The situation that the Russian government claims necessitates sending troops into Ukraine is being artificially escalated by the same kind of lies that have been spread about Bandera. Modern Russia is still unable to abandon Soviet lies. In denouncing Bandera, the Russian authorities are trying to sway public opinion against Oleksandr Turchinov, acting president of Ukraine, and Arseniy Yatsenyuk, current prime minister of Ukraine—neither of whom were even born during Bandera’s lifetime. Putin is claiming that the designation of Turchinov as acting president while an agreement was signed between the Ukrainian opposition and then-President Yanukovych constitutes a forcible seizure of power. Yet the Rada (Ukraine’s parliamentary body) designated Turchinov only as acting Ukrainian president. After all, someone had to fulfill these duties after Yanukovych, having signed an agreement with the opposition, fled in an unknown direction. Had Yanukoych resurfaced in Kiev, and had Turchinov refused to hand over his duties, that could have been grounds for such an accusation. But Yanukovych resurfaced in Rostov-on-Don, in Russia, and instead of going to Kiev himself, he asked Putin to send Russian troops there. Putin presumably considers this normal behavior for a head of state that does not reflect upon his legitimacy.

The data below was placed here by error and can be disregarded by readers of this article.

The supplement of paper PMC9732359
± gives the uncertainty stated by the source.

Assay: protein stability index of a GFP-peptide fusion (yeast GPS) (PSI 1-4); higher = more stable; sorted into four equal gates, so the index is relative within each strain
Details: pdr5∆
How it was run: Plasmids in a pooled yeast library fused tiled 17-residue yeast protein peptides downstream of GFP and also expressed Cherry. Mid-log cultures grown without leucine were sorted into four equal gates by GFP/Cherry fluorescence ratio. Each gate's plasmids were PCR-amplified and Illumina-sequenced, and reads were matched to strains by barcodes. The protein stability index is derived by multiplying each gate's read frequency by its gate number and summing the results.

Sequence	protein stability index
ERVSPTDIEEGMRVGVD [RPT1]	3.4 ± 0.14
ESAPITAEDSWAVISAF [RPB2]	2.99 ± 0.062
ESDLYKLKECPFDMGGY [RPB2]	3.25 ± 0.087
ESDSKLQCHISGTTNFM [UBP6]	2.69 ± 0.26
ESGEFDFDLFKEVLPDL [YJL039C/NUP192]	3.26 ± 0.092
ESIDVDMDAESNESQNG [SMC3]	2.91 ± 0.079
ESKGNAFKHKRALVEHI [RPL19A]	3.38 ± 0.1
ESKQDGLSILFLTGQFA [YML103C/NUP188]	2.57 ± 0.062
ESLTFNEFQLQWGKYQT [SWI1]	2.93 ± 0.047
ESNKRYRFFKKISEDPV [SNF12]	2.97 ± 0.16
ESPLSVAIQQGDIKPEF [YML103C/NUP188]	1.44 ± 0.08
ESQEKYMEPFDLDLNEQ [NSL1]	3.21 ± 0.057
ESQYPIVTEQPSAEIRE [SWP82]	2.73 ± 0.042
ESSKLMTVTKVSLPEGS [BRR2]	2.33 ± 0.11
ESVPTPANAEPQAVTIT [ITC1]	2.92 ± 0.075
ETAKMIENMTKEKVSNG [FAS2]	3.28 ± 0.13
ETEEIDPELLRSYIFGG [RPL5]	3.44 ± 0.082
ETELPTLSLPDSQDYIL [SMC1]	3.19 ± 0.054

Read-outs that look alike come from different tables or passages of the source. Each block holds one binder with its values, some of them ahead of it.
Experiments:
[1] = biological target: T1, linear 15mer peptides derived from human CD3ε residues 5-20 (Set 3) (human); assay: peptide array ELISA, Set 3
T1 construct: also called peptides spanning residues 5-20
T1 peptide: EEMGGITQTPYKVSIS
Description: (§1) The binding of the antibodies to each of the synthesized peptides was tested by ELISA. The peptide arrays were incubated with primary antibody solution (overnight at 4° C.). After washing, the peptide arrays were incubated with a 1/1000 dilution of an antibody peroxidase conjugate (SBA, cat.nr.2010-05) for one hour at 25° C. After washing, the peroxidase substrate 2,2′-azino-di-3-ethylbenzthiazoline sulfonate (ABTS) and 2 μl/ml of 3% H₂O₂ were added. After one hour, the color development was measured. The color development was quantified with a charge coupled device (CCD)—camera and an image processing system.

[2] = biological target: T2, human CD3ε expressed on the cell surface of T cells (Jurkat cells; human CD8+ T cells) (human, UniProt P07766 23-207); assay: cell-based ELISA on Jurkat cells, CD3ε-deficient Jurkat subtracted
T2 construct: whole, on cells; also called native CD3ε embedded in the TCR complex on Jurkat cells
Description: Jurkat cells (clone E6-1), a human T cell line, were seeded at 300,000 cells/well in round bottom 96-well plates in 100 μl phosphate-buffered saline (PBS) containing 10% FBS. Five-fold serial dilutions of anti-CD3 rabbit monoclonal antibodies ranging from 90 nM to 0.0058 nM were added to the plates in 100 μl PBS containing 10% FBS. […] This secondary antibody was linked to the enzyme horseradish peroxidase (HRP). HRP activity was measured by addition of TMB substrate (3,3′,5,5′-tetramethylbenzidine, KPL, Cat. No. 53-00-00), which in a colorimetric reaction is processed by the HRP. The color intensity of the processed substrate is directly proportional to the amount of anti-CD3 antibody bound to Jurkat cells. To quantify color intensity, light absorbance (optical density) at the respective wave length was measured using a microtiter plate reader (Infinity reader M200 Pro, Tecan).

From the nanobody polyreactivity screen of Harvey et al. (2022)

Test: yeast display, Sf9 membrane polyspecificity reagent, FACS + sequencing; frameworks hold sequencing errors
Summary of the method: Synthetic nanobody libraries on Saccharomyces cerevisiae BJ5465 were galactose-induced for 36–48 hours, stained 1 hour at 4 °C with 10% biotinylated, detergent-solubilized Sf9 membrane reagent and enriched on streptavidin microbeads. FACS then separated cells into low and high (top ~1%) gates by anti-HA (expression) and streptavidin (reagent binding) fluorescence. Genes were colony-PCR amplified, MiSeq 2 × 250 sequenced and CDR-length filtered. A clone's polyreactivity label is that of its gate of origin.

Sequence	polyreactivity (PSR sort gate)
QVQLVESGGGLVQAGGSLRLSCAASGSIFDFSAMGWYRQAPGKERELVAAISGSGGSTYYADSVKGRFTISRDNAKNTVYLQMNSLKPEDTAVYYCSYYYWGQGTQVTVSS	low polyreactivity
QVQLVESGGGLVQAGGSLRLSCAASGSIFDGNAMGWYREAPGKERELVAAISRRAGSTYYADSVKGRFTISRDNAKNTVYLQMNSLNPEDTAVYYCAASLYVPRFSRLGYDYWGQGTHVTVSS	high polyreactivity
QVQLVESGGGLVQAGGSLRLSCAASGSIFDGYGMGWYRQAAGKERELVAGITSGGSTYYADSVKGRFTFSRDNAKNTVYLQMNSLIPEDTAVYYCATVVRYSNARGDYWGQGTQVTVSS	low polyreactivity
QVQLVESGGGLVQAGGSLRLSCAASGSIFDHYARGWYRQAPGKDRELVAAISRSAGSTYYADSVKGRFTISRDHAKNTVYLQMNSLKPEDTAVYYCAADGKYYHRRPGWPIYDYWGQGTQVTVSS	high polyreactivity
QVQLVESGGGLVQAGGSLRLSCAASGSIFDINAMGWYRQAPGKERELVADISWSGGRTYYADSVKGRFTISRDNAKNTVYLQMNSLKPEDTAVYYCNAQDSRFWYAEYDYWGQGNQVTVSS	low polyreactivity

There is another interesting detail to this situation. While Yanukovych claimed that he had not met with Putin after fleeing Ukraine, Putin said that they did meet once. It looks like Yanukovych is the one lying in this case. Putin, when talking with journalists, lied only about military matters—for example, when he referred to Russian troops as “Crimean self-defense forces.” Any native Russian speaker can easily distinguish between a Russian Crimean and a resident of Voronezh or Siberia—and especially between a Crimean military unit and a Siberian one.
When questioned recently about the 1994 Budapest Memorandum—which obliged Russia, as well as the United States and Great Britain, to support Ukraine’s territorial integrity in return for its unprecedented renunciation of nuclear weapons—Putin, with apparent naiveté, answered that there was a revolution in Ukraine, that the previous Ukrainian state was no longer in existence, and that there have been no memoranda issued with regard to the current Ukrainian state. This argument sheds light not only on the Russian president’s legal mentality, but also on the nature of Russia’s current regime. Surely Putin was taught at the KGB school that there were two revolutions in Russia in 1917, and that the Russian Empire ceased to exist after those revolutions—but that the 14 countries that had troops in Russian territory at that time nevertheless had no right to send their troops there. Just as Putin now has no right to send troops into Ukraine.
I find it hard to believe that Professor Anatoly Sobchak did not teach his students, who included Putin, Medvedev, and other current Russian leaders, the differences among laws, treaties, declarations, and orders, or that he did not make clear that law exists as a system of principles that remain in force even when treaties and laws cease to exist and when circumstances change. There are still actions that a state cannot take—at least not a state that claims to be based on laws.